Kid Moxie’s upcoming score for indie film Not To Be Unpleasant, But We Need To Have a Serious Talk is, as film scores typically are, mostly instrumental. But it closes with a surprising cover, as Kid Moxie aka. Elena Charbila tackles Alphaville’s ’80s synth-pop classic “Big in Japan.” Her cover keeps it synthy, but adds a wistful dreampop sheen that gives it a darker undercurrent. No surprise if it sounds vaguely Twin Peak-sy; she’s worked with David Lynch and his longtime composer Angelo Badalamenti (on a new version of Blue Velvet’s “Mysteries of Love”).
Dom Thomas is perhaps best known for his other gig, as founder of acclaimed reissue label Finders Keepers. So no surprise that the songs he selected for his band Whyte Horses’ new covers album dig deep. With a shifting group of collaborators, he covers some real cratedigger picks by groups like Belgian music polymath Plastic Bertrand (“Ca̧ Plane Pour Moi”) and Long Island twin soft-rockers Alessi Brothers (“Seabird”).
Paul McCartney’s classic ballad of elderly isolation is given a bluegrass update in The Brothers Comatose‘s new cover of “Eleanor Rigby.” The Beatles‘ summer 1966 single (paired with “Yellow Submarine”) is their first song to feature no instruments by the band members, though McCartney wrote it on piano. Instead, George Martin wrote a string arrangement for a doubled up string quartet, giving the song a cinematic quality no Beatles songs and few pop songs had previously. The Beatles only contributed vocals to the finished product.
In Memoriam pays tribute to those who have left this world, and the songs they left us to remember them by.
Neil Peart, the deep-thinking, world-traveling, book-reading, book-writing, virtuosic drummer and primary lyricist for the Canadian power trio Rush, has died at age 67. Peart died of glioblastoma, an aggressive form of brain cancer, that had first affected him just over three years ago. He joined Rush in 1974, replacing original drummer John Rutsey, who had to leave the band due to health-related issues. Peart was a drummer’s drummer, with dozens of industry and press awards and hundreds of accolades from his peers. While his technical prowess is beyond impeccable, he received nearly as much attention for the lyrical direction in which he steered the band. As we mark his passing here at Cover Me, we’ll look at cover versions of Rush tunes that honor both of these equally important contributions.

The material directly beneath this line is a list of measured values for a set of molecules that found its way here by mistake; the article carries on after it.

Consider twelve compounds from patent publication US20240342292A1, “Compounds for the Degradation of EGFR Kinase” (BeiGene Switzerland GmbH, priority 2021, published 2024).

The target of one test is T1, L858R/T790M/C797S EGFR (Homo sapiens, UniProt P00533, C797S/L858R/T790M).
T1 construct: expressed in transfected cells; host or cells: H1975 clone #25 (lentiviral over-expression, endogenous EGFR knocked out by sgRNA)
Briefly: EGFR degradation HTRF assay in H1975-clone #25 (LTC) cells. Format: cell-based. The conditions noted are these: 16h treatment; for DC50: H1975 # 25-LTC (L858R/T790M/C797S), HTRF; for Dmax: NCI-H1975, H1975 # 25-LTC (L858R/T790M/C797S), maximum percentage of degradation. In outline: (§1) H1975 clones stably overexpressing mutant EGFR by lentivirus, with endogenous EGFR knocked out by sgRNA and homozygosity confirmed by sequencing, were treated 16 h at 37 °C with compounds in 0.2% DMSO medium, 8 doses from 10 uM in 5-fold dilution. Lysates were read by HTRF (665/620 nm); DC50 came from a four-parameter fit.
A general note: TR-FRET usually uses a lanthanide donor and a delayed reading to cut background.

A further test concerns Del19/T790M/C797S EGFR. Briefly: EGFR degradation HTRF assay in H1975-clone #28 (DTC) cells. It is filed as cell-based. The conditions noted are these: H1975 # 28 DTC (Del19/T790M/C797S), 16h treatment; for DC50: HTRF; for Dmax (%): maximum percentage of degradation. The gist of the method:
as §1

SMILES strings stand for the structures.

At the end of every year, Norwegian singer-songwriter Sondre Lerche covers one of the past 12 month’s biggest hits. In the past he’s tackled Ariana Grande, Drake, and Beyoncé (that one made our recent Best Beyoncé Covers Ever countdown). For the project’s tenth year, though, he pulled a twist, covering not one song but three – and not entirely new songs either.
Perhaps no new artist was covered as often in 2019 as Billie Eilish. And as the year wound down, two more high-profile covers snuck in under the wire – both live, and both quite different than Eilish’s original recordings.